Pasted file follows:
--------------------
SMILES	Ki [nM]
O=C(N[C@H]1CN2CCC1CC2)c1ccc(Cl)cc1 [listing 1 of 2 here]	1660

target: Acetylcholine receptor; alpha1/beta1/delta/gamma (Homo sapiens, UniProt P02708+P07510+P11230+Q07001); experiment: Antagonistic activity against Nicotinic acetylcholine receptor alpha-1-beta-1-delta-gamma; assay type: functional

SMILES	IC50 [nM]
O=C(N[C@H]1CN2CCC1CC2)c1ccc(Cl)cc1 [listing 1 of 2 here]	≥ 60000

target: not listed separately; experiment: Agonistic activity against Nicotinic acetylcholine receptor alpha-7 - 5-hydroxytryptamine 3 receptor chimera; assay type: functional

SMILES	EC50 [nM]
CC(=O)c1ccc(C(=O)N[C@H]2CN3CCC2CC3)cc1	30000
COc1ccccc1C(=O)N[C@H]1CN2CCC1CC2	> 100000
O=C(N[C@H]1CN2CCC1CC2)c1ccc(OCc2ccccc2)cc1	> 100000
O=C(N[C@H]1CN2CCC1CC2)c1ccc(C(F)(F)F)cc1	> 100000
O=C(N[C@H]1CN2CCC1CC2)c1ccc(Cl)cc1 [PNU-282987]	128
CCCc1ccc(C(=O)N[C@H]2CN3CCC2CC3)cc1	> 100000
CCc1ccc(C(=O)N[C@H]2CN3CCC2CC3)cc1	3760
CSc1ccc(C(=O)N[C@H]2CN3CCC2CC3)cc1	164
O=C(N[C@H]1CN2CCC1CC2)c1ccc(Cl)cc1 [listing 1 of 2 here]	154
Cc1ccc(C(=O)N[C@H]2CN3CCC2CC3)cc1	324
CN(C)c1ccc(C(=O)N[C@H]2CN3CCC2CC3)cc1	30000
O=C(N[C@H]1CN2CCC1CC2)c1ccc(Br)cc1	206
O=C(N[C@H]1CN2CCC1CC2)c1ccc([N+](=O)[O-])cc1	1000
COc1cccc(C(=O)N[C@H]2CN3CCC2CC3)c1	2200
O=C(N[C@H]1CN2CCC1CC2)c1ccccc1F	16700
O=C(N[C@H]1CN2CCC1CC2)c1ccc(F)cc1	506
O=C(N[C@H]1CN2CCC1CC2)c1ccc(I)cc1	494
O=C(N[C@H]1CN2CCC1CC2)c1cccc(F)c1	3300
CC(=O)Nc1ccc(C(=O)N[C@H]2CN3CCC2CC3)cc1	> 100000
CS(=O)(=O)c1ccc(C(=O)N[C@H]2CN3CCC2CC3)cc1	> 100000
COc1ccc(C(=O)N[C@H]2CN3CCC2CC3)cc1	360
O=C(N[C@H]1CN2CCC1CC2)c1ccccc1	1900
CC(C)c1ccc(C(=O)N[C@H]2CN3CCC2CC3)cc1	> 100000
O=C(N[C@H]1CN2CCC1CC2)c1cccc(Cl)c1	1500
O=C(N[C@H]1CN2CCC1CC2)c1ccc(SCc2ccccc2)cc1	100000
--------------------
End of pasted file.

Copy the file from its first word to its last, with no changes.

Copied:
SMILES	Ki [nM]
O=C(N[C@H]1CN2CCC1CC2)c1ccc(Cl)cc1 [listing 1 of 2 here]	1660

target: Acetylcholine receptor; alpha1/beta1/delta/gamma (Homo sapiens, UniProt P02708+P07510+P11230+Q07001); experiment: Antagonistic activity against Nicotinic acetylcholine receptor alpha-1-beta-1-delta-gamma; assay type: functional

SMILES	IC50 [nM]
O=C(N[C@H]1CN2CCC1CC2)c1ccc(Cl)cc1 [listing 1 of 2 here]	≥ 60000

target: not listed separately; experiment: Agonistic activity against Nicotinic acetylcholine receptor alpha-7 - 5-hydroxytryptamine 3 receptor chimera; assay type: functional

SMILES	EC50 [nM]
CC(=O)c1ccc(C(=O)N[C@H]2CN3CCC2CC3)cc1	30000
COc1ccccc1C(=O)N[C@H]1CN2CCC1CC2	> 100000
O=C(N[C@H]1CN2CCC1CC2)c1ccc(OCc2ccccc2)cc1	> 100000
O=C(N[C@H]1CN2CCC1CC2)c1ccc(C(F)(F)F)cc1	> 100000
O=C(N[C@H]1CN2CCC1CC2)c1ccc(Cl)cc1 [PNU-282987]	128
CCCc1ccc(C(=O)N[C@H]2CN3CCC2CC3)cc1	> 100000
CCc1ccc(C(=O)N[C@H]2CN3CCC2CC3)cc1	3760
CSc1ccc(C(=O)N[C@H]2CN3CCC2CC3)cc1	164
O=C(N[C@H]1CN2CCC1CC2)c1ccc(Cl)cc1 [listing 1 of 2 here]	154
Cc1ccc(C(=O)N[C@H]2CN3CCC2CC3)cc1	324
CN(C)c1ccc(C(=O)N[C@H]2CN3CCC2CC3)cc1	30000
O=C(N[C@H]1CN2CCC1CC2)c1ccc(Br)cc1	206
O=C(N[C@H]1CN2CCC1CC2)c1ccc([N+](=O)[O-])cc1	1000
COc1cccc(C(=O)N[C@H]2CN3CCC2CC3)c1	2200
O=C(N[C@H]1CN2CCC1CC2)c1ccccc1F	16700
O=C(N[C@H]1CN2CCC1CC2)c1ccc(F)cc1	506
O=C(N[C@H]1CN2CCC1CC2)c1ccc(I)cc1	494
O=C(N[C@H]1CN2CCC1CC2)c1cccc(F)c1	3300
CC(=O)Nc1ccc(C(=O)N[C@H]2CN3CCC2CC3)cc1	> 100000
CS(=O)(=O)c1ccc(C(=O)N[C@H]2CN3CCC2CC3)cc1	> 100000
COc1ccc(C(=O)N[C@H]2CN3CCC2CC3)cc1	360
O=C(N[C@H]1CN2CCC1CC2)c1ccccc1	1900
CC(C)c1ccc(C(=O)N[C@H]2CN3CCC2CC3)cc1	> 100000
O=C(N[C@H]1CN2CCC1CC2)c1cccc(Cl)c1	1500
O=C(N[C@H]1CN2CCC1CC2)c1ccc(SCc2ccccc2)cc1	100000